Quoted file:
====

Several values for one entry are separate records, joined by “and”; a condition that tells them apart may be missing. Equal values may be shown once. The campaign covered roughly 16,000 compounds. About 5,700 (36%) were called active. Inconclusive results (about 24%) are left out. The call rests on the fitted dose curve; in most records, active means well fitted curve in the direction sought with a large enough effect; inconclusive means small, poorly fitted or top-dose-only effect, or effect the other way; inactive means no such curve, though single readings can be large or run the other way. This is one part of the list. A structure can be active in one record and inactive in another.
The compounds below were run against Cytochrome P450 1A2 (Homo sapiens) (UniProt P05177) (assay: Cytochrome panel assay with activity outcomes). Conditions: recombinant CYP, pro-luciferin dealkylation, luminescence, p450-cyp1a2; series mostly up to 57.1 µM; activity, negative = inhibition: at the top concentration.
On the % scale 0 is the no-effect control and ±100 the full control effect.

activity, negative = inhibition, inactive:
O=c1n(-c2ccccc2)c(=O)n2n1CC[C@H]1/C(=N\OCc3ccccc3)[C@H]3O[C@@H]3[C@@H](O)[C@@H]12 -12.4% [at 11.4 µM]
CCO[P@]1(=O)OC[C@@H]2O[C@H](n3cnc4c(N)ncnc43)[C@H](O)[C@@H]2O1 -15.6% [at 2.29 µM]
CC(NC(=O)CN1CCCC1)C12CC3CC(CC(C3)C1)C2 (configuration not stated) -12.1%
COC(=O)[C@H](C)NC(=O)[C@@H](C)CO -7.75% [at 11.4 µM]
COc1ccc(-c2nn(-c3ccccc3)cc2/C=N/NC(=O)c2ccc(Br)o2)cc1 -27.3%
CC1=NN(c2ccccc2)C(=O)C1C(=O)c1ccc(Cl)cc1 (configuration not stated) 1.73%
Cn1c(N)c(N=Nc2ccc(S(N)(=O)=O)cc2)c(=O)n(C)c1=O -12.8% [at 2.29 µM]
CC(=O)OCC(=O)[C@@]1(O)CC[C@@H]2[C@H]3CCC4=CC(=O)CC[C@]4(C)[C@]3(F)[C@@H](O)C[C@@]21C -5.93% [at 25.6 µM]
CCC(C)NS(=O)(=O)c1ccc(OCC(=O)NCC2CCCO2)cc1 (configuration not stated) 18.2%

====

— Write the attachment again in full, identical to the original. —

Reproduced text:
Several values for one entry are separate records, joined by “and”; a condition that tells them apart may be missing. Equal values may be shown once. The campaign covered roughly 16,000 compounds. About 5,700 (36%) were called active. Inconclusive results (about 24%) are left out. The call rests on the fitted dose curve; in most records, active means well fitted curve in the direction sought with a large enough effect; inconclusive means small, poorly fitted or top-dose-only effect, or effect the other way; inactive means no such curve, though single readings can be large or run the other way. This is one part of the list. A structure can be active in one record and inactive in another.
The compounds below were run against Cytochrome P450 1A2 (Homo sapiens) (UniProt P05177) (assay: Cytochrome panel assay with activity outcomes). Conditions: recombinant CYP, pro-luciferin dealkylation, luminescence, p450-cyp1a2; series mostly up to 57.1 µM; activity, negative = inhibition: at the top concentration.
On the % scale 0 is the no-effect control and ±100 the full control effect.

activity, negative = inhibition, inactive:
O=c1n(-c2ccccc2)c(=O)n2n1CC[C@H]1/C(=N\OCc3ccccc3)[C@H]3O[C@@H]3[C@@H](O)[C@@H]12 -12.4% [at 11.4 µM]
CCO[P@]1(=O)OC[C@@H]2O[C@H](n3cnc4c(N)ncnc43)[C@H](O)[C@@H]2O1 -15.6% [at 2.29 µM]
CC(NC(=O)CN1CCCC1)C12CC3CC(CC(C3)C1)C2 (configuration not stated) -12.1%
COC(=O)[C@H](C)NC(=O)[C@@H](C)CO -7.75% [at 11.4 µM]
COc1ccc(-c2nn(-c3ccccc3)cc2/C=N/NC(=O)c2ccc(Br)o2)cc1 -27.3%
CC1=NN(c2ccccc2)C(=O)C1C(=O)c1ccc(Cl)cc1 (configuration not stated) 1.73%
Cn1c(N)c(N=Nc2ccc(S(N)(=O)=O)cc2)c(=O)n(C)c1=O -12.8% [at 2.29 µM]
CC(=O)OCC(=O)[C@@]1(O)CC[C@@H]2[C@H]3CCC4=CC(=O)CC[C@]4(C)[C@]3(F)[C@@H](O)C[C@@]21C -5.93% [at 25.6 µM]
CCC(C)NS(=O)(=O)c1ccc(OCC(=O)NCC2CCCO2)cc1 (configuration not stated) 18.2%